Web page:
How important is the interview in the admissions process and what specific applicant traits are you using the interview to gauge?
The interview is one of the most important things you can do if the rest of your package is solid. At our school, we do not admit people who have not had an evaluative interview. But we may deny candidates who have not yet interviewed just based upon the information in their application. We have an Open Season that starts in September and ends in the early part of January. In this Open Season we will interview anyone who has submitted Part One of our application. In mid-January we move to what is called our Closed Season. At that point we reserve the interviews for people we have screened and invited to interview.
When we deny admission to someone who was never invited to interview, it is because the Admissions Committee has concluded from the material already reviewed that the applicant is not competitive enough for admission. We have to deny fantastic applicants every year because our class size is relatively small compared to the number of qualified applicants. To try to give yourself some advantage, it is best to apply (and be ready) early. I suggest that you look at the interview as your way of selling your candidacy and as a way of determining whether UNC Kenan-Flagler is where you want to be.
What types of questions should applicants expect to be asked?
At UNC we have a very tight list of attributes that we are evaluating and an interviewer may get to that using his/her own personal interviewing style. The success of your interview is going to be a combination of how you can establish a rapport with that interviewer and how well you are able to be yourself. We are looking to gauge your leadership potential, we are looking to see how focused you are and what your focus is in terms of why you want an MBA and what you see yourself doing with the MBA. We are looking for your passion, we are looking for what kind of person you are. We are also looking for the contributions you expect to make and the things that you value. It is very important for us at UNC to see how you will fit in this community. You should have concrete reasons for applying to UNC and be able to articulate them in the interview, when asked.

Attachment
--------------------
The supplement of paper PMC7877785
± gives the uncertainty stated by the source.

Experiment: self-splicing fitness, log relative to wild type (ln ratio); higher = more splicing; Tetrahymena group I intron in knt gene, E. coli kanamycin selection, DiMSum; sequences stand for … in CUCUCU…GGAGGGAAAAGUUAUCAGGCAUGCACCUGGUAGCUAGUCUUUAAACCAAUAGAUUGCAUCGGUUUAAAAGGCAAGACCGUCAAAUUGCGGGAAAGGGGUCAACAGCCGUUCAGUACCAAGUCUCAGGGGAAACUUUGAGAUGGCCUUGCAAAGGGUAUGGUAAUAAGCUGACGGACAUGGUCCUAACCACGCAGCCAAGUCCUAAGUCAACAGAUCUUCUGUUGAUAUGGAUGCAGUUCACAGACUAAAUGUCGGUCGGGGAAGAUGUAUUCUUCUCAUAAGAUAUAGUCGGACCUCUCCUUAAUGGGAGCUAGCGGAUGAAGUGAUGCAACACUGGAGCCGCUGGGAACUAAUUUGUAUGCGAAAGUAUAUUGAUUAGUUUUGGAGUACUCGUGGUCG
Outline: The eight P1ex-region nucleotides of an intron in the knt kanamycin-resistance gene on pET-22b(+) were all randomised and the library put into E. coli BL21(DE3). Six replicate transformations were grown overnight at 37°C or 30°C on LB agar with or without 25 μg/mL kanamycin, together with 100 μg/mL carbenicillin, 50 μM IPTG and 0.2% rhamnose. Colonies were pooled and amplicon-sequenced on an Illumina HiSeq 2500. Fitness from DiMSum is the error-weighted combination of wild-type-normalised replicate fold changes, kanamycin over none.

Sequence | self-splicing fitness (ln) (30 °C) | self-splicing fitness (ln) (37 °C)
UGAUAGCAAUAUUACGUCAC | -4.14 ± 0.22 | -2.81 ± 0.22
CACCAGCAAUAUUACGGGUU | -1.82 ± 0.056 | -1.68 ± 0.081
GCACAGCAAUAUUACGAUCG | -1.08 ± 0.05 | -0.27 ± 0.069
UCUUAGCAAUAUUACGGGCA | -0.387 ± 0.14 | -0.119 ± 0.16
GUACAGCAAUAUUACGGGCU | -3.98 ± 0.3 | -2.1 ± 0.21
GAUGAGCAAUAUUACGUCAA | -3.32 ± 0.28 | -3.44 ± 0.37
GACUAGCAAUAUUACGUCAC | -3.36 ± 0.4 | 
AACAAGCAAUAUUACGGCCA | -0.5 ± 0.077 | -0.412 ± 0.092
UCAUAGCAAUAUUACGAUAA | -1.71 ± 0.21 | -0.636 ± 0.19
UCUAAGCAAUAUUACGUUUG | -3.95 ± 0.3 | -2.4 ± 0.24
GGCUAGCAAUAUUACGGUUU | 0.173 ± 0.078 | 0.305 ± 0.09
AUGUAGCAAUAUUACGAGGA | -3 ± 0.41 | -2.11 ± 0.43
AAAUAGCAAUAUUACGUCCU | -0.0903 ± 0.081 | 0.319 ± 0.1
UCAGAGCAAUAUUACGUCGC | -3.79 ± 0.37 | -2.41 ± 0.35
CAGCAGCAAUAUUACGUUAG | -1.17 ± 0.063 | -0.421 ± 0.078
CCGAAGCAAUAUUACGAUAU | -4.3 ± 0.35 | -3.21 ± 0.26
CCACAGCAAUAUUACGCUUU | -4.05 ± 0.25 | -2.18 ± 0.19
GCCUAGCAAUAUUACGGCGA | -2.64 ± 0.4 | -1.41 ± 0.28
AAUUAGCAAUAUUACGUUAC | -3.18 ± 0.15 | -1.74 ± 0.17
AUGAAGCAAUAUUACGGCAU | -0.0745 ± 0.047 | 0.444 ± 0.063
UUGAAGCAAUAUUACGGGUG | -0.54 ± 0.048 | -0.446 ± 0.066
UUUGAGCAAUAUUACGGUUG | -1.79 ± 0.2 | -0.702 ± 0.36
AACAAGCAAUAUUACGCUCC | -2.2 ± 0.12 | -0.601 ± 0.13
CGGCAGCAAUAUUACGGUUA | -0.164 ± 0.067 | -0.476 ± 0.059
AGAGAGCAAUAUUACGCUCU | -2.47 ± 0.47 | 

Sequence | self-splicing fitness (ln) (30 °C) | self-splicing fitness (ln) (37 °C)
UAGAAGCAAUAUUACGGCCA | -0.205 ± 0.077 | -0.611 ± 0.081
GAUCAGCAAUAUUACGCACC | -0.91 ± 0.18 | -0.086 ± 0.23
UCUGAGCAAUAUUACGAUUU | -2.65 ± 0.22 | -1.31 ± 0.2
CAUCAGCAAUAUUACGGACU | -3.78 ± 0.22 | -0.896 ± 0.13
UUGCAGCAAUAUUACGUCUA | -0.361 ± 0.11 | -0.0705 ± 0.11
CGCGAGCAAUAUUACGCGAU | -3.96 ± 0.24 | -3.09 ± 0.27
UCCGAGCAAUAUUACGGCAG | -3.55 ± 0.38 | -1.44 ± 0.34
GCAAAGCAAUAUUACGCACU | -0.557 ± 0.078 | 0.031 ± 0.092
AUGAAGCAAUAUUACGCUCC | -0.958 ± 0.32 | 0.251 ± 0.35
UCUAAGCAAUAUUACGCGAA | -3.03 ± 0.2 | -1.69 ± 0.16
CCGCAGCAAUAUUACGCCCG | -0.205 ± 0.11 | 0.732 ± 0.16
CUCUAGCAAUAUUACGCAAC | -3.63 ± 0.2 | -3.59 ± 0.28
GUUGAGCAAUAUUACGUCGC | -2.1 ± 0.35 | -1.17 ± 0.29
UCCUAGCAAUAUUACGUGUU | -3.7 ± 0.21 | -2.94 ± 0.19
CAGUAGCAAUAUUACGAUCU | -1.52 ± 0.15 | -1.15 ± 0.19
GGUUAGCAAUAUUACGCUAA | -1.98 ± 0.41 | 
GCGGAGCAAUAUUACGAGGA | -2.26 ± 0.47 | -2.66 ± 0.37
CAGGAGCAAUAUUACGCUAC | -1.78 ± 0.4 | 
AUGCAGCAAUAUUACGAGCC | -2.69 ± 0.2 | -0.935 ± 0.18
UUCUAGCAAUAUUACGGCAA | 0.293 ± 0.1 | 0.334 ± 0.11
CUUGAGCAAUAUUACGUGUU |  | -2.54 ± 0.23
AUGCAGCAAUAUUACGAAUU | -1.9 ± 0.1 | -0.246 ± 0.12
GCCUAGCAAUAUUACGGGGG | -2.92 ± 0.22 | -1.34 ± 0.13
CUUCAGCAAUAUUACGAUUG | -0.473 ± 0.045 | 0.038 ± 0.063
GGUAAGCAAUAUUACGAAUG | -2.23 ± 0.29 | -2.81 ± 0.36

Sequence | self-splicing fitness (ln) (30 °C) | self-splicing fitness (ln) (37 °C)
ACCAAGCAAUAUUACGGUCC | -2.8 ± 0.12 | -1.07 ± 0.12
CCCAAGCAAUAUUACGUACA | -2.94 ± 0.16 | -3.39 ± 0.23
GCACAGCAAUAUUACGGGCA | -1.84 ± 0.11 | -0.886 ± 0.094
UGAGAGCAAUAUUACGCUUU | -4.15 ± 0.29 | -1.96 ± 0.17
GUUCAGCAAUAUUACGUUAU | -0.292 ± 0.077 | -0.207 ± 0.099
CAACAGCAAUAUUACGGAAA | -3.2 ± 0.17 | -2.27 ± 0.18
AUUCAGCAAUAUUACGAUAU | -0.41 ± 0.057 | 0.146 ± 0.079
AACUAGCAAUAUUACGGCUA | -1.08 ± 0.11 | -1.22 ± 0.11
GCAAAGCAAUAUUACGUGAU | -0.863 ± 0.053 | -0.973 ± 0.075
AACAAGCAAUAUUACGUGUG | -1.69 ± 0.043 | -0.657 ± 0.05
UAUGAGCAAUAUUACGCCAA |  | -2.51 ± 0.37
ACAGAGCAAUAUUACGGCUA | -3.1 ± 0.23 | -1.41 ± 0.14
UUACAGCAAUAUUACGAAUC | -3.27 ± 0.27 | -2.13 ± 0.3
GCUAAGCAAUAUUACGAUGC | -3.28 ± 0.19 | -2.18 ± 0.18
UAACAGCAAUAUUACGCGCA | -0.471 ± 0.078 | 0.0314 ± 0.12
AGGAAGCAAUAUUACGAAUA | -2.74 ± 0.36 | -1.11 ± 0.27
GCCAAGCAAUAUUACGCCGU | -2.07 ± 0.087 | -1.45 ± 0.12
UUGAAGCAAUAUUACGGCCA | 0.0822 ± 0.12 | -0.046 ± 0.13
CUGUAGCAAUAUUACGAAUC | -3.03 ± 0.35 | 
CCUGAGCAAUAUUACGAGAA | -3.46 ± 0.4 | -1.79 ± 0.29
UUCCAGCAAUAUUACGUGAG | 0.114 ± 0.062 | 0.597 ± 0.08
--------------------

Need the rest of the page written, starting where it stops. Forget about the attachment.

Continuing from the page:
Who can an applicant expect to interview with at Kenan-Flagler?
If you come visit our campus you will be interviewed by a member of our admissions team, none of which are students. We have students who are very involved with admissions in that they serve on the advisory board and also host and greet our visitors, but students do not make admissions decisions. Our students are very capable and I think they would add a lot of value to that process. Yet, no student would be able to devote as much time to reading applications and interviewing candidates that we require in order to serve as a member of the admissions committee. We want visiting candidates to see our students as their advocates. Candidates can ask students whatever questions you have without worrying that the student is evaluating you.
Approximately 1/3 of our applicants are not living in the United States. We do not expect most international applicants to be able to travel to campus for an interview or visit. We have alumni members of the admissions committee, who interview candidates. Most of the alumni interviews take place outside the United States. All interviews carry the same weight. It doesn’t matter whether you interview on campus or off campus or via telephone. It doesn’t matter whether your interview is with an admissions director or with an alumnus.
How are re-applicants viewed by Kenan-Flagler and what do they need to do to be successful the second time around?
We try to give them information that will drive a better application the second time around. We start usually in May, June and July. We try to give them feedback every year. Every year the pool changes. What it took to get in this year, it might take 10% more next year, or 10% less. We never know where the pool is going to be, but we do try to give people some sense of what it was about their application that was not competitive with the people who were admitted. We have found that people who have taken advantage of that feedback and applied in subsequent years have a slightly higher chance of being admitted than the average candidate.